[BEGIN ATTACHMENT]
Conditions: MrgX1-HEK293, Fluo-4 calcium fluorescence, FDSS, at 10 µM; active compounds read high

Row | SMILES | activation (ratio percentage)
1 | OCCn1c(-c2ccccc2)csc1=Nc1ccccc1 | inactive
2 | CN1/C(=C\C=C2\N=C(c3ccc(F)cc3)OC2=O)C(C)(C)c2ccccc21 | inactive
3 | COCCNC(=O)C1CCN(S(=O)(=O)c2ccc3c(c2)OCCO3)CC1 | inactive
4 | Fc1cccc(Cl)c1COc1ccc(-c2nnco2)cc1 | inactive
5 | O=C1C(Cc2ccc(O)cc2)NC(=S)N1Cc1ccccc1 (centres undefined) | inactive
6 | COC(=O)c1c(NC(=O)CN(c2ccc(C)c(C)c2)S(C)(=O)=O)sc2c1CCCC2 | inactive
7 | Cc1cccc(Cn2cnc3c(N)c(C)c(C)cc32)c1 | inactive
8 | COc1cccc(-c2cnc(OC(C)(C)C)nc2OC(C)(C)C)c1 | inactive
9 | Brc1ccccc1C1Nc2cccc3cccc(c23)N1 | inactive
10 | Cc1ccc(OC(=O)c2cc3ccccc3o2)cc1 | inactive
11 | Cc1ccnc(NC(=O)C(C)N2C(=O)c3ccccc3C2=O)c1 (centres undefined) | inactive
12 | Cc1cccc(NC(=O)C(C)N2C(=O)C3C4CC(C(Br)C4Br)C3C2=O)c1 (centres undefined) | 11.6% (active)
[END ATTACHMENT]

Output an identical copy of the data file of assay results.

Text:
Conditions: MrgX1-HEK293, Fluo-4 calcium fluorescence, FDSS, at 10 µM; active compounds read high

Row | SMILES | activation (ratio percentage)
1 | OCCn1c(-c2ccccc2)csc1=Nc1ccccc1 | inactive
2 | CN1/C(=C\C=C2\N=C(c3ccc(F)cc3)OC2=O)C(C)(C)c2ccccc21 | inactive
3 | COCCNC(=O)C1CCN(S(=O)(=O)c2ccc3c(c2)OCCO3)CC1 | inactive
4 | Fc1cccc(Cl)c1COc1ccc(-c2nnco2)cc1 | inactive
5 | O=C1C(Cc2ccc(O)cc2)NC(=S)N1Cc1ccccc1 (centres undefined) | inactive
6 | COC(=O)c1c(NC(=O)CN(c2ccc(C)c(C)c2)S(C)(=O)=O)sc2c1CCCC2 | inactive
7 | Cc1cccc(Cn2cnc3c(N)c(C)c(C)cc32)c1 | inactive
8 | COc1cccc(-c2cnc(OC(C)(C)C)nc2OC(C)(C)C)c1 | inactive
9 | Brc1ccccc1C1Nc2cccc3cccc(c23)N1 | inactive
10 | Cc1ccc(OC(=O)c2cc3ccccc3o2)cc1 | inactive
11 | Cc1ccnc(NC(=O)C(C)N2C(=O)c3ccccc3C2=O)c1 (centres undefined) | inactive
12 | Cc1cccc(NC(=O)C(C)N2C(=O)C3C4CC(C(Br)C4Br)C3C2=O)c1 (centres undefined) | 11.6% (active)